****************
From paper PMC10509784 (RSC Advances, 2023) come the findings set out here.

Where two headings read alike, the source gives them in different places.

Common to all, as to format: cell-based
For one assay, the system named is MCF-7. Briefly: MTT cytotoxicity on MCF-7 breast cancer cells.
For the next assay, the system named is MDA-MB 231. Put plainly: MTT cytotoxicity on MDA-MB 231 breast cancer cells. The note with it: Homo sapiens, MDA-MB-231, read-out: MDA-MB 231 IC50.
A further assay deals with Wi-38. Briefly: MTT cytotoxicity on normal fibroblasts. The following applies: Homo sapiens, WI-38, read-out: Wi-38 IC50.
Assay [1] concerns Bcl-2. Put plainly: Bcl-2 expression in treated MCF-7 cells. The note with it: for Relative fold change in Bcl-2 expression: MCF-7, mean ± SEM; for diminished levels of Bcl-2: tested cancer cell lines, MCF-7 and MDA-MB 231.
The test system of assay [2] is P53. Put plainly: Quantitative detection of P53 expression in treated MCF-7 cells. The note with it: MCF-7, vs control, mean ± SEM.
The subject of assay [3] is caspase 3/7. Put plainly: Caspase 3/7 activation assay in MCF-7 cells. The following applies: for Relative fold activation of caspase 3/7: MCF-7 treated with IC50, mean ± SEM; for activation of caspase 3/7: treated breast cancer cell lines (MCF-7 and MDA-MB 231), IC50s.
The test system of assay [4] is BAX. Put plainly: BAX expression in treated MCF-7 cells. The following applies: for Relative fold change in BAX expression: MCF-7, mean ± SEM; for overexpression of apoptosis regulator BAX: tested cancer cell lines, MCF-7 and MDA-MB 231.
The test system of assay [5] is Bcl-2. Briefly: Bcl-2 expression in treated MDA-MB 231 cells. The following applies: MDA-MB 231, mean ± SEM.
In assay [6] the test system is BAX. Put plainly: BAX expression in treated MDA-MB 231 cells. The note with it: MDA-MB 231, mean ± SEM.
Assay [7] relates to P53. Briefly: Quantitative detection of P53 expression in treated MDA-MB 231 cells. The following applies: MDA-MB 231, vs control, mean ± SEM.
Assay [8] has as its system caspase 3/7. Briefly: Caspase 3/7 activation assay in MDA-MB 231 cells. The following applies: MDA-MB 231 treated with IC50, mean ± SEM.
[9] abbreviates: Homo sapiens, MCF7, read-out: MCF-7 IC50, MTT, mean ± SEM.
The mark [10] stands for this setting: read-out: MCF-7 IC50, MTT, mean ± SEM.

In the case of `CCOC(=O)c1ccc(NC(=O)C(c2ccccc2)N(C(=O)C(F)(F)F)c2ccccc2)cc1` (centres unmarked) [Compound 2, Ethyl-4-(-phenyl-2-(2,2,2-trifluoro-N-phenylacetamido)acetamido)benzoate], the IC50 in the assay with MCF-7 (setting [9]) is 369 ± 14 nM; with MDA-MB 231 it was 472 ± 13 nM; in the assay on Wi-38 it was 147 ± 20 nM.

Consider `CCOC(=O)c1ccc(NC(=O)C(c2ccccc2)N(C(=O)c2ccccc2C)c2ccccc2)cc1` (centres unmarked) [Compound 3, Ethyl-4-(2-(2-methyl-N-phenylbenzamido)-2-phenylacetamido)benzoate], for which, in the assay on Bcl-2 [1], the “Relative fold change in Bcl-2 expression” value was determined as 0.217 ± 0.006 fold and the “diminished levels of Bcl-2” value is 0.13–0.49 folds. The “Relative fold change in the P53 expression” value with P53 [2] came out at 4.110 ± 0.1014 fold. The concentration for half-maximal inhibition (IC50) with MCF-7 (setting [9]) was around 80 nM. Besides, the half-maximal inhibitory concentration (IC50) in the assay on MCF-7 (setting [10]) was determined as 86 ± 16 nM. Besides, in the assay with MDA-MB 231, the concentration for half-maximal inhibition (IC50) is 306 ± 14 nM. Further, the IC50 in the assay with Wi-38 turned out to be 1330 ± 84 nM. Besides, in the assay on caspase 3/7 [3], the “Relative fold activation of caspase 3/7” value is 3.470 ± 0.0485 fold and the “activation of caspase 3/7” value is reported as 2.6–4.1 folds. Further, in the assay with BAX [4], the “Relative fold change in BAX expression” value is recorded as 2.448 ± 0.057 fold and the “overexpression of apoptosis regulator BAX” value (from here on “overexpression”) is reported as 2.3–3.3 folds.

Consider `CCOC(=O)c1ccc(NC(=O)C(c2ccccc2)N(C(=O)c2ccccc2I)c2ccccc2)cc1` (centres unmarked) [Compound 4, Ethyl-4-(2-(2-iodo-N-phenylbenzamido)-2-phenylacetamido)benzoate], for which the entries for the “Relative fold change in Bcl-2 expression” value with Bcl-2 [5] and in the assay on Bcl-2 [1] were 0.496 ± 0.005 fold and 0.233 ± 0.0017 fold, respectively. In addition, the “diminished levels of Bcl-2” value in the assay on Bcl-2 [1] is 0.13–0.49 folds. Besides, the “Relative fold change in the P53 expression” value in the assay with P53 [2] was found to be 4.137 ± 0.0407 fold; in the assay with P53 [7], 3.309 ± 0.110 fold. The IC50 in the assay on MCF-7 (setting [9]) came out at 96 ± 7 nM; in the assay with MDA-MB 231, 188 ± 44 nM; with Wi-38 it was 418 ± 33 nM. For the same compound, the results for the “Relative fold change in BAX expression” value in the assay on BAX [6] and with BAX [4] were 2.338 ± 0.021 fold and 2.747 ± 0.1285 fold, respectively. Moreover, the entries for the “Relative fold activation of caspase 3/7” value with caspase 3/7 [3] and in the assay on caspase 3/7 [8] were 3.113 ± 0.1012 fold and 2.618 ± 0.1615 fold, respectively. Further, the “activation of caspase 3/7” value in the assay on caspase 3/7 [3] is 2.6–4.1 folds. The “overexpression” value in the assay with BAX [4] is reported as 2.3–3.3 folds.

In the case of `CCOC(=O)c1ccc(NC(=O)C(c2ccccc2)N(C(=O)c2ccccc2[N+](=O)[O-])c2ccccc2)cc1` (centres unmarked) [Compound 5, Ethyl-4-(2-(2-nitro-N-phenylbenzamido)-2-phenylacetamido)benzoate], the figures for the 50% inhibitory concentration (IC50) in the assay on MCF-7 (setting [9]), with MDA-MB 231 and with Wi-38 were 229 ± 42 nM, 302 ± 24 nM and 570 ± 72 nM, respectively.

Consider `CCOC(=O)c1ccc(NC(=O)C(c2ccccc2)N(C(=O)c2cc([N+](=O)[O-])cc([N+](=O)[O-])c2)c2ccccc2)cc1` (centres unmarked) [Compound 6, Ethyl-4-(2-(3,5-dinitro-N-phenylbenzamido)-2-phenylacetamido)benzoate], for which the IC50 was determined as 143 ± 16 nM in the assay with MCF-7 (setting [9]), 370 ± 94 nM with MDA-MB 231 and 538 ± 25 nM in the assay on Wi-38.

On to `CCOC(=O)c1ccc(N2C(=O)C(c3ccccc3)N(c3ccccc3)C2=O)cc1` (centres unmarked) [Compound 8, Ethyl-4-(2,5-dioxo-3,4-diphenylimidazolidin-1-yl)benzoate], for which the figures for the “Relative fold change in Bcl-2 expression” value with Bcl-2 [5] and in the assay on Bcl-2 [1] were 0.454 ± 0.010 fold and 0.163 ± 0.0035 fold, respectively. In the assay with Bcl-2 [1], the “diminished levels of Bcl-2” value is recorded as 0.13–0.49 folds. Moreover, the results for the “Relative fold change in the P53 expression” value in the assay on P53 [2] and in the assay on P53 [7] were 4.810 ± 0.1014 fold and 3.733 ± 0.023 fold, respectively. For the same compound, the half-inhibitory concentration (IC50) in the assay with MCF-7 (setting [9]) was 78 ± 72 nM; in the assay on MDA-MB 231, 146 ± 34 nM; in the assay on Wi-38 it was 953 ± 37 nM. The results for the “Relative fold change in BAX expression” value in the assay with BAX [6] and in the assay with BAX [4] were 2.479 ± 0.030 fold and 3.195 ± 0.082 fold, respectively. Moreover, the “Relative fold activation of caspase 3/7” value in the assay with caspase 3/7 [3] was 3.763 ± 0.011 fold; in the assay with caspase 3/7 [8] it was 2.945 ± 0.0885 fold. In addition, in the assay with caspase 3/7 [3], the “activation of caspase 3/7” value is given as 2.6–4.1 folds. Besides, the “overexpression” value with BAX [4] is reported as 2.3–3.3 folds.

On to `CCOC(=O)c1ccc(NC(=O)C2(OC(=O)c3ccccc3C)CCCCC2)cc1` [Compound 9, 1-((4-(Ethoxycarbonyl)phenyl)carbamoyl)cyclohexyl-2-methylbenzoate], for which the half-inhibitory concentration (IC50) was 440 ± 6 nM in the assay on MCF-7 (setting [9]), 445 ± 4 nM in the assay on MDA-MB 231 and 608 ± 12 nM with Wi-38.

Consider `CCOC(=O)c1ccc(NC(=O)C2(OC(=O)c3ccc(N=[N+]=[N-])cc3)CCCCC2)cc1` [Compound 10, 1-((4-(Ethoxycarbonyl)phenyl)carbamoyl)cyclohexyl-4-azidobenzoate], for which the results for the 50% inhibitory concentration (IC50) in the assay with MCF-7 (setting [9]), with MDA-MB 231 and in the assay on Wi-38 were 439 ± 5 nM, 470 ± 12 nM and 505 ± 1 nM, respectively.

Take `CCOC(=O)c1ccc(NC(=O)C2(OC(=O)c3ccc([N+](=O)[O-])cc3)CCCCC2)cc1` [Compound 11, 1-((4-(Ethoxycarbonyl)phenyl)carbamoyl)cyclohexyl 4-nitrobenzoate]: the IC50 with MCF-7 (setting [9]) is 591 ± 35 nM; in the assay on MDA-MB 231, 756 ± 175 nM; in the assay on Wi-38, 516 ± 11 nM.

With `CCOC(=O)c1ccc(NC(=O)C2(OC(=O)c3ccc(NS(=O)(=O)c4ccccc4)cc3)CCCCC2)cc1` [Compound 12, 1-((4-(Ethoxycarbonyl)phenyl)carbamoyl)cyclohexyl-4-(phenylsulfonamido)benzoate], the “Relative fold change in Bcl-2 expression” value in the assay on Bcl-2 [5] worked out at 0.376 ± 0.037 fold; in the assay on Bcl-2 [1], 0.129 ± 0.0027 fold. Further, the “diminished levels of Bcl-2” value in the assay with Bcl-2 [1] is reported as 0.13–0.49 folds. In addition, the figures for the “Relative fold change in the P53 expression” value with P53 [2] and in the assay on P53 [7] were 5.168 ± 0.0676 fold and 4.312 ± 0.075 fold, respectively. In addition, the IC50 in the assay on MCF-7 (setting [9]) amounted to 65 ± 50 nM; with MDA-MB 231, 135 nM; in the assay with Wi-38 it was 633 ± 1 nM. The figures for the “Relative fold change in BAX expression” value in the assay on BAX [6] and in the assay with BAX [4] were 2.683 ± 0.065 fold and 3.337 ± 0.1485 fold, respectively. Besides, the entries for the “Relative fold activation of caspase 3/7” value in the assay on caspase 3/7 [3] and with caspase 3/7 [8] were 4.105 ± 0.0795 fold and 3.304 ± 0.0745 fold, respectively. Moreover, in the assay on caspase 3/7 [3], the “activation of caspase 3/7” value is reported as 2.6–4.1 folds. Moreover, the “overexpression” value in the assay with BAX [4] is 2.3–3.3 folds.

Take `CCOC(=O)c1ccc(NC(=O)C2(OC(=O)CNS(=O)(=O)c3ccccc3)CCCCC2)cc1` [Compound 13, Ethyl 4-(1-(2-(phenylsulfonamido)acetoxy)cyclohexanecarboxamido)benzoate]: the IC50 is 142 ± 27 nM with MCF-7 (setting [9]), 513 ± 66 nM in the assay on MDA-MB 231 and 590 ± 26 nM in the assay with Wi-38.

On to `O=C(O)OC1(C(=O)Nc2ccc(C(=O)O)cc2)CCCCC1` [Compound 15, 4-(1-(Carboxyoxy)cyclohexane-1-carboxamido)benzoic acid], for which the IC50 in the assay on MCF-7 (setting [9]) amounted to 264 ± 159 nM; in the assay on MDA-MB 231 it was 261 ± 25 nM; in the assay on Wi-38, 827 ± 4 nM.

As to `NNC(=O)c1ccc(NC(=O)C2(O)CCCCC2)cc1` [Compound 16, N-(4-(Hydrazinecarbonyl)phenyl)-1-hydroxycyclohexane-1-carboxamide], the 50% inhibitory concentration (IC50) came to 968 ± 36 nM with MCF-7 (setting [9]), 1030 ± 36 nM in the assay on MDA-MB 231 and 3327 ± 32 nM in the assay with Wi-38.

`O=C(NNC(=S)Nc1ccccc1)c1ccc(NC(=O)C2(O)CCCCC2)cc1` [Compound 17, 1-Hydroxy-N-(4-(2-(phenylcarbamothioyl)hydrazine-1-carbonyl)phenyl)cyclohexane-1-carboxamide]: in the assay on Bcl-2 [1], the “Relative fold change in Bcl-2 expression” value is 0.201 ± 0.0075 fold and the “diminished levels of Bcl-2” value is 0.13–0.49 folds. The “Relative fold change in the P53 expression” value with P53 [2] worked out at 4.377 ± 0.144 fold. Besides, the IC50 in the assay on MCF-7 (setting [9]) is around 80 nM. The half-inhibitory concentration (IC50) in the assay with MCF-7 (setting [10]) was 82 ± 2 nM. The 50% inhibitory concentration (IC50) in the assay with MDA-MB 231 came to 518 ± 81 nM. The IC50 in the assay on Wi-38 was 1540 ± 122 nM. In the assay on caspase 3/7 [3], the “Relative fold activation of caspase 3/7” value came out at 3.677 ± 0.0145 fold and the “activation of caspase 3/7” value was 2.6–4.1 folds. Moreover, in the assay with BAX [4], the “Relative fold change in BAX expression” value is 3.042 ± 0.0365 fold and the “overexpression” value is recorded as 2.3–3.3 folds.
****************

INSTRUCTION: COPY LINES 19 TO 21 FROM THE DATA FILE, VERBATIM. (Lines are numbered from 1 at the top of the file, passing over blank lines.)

Consider `CCOC(=O)c1ccc(NC(=O)C(c2ccccc2)N(C(=O)c2ccccc2I)c2ccccc2)cc1` (centres unmarked) [Compound 4, Ethyl-4-(2-(2-iodo-N-phenylbenzamido)-2-phenylacetamido)benzoate], for which the entries for the “Relative fold change in Bcl-2 expression” value with Bcl-2 [5] and in the assay on Bcl-2 [1] were 0.496 ± 0.005 fold and 0.233 ± 0.0017 fold, respectively. In addition, the “diminished levels of Bcl-2” value in the assay on Bcl-2 [1] is 0.13–0.49 folds. Besides, the “Relative fold change in the P53 expression” value in the assay with P53 [2] was found to be 4.137 ± 0.0407 fold; in the assay with P53 [7], 3.309 ± 0.110 fold. The IC50 in the assay on MCF-7 (setting [9]) came out at 96 ± 7 nM; in the assay with MDA-MB 231, 188 ± 44 nM; with Wi-38 it was 418 ± 33 nM. For the same compound, the results for the “Relative fold change in BAX expression” value in the assay on BAX [6] and with BAX [4] were 2.338 ± 0.021 fold and 2.747 ± 0.1285 fold, respectively. Moreover, the entries for the “Relative fold activation of caspase 3/7” value with caspase 3/7 [3] and in the assay on caspase 3/7 [8] were 3.113 ± 0.1012 fold and 2.618 ± 0.1615 fold, respectively. Further, the “activation of caspase 3/7” value in the assay on caspase 3/7 [3] is 2.6–4.1 folds. The “overexpression” value in the assay with BAX [4] is reported as 2.3–3.3 folds.

In the case of `CCOC(=O)c1ccc(NC(=O)C(c2ccccc2)N(C(=O)c2ccccc2[N+](=O)[O-])c2ccccc2)cc1` (centres unmarked) [Compound 5, Ethyl-4-(2-(2-nitro-N-phenylbenzamido)-2-phenylacetamido)benzoate], the figures for the 50% inhibitory concentration (IC50) in the assay on MCF-7 (setting [9]), with MDA-MB 231 and with Wi-38 were 229 ± 42 nM, 302 ± 24 nM and 570 ± 72 nM, respectively.

Consider `CCOC(=O)c1ccc(NC(=O)C(c2ccccc2)N(C(=O)c2cc([N+](=O)[O-])cc([N+](=O)[O-])c2)c2ccccc2)cc1` (centres unmarked) [Compound 6, Ethyl-4-(2-(3,5-dinitro-N-phenylbenzamido)-2-phenylacetamido)benzoate], for which the IC50 was determined as 143 ± 16 nM in the assay with MCF-7 (setting [9]), 370 ± 94 nM with MDA-MB 231 and 538 ± 25 nM in the assay on Wi-38.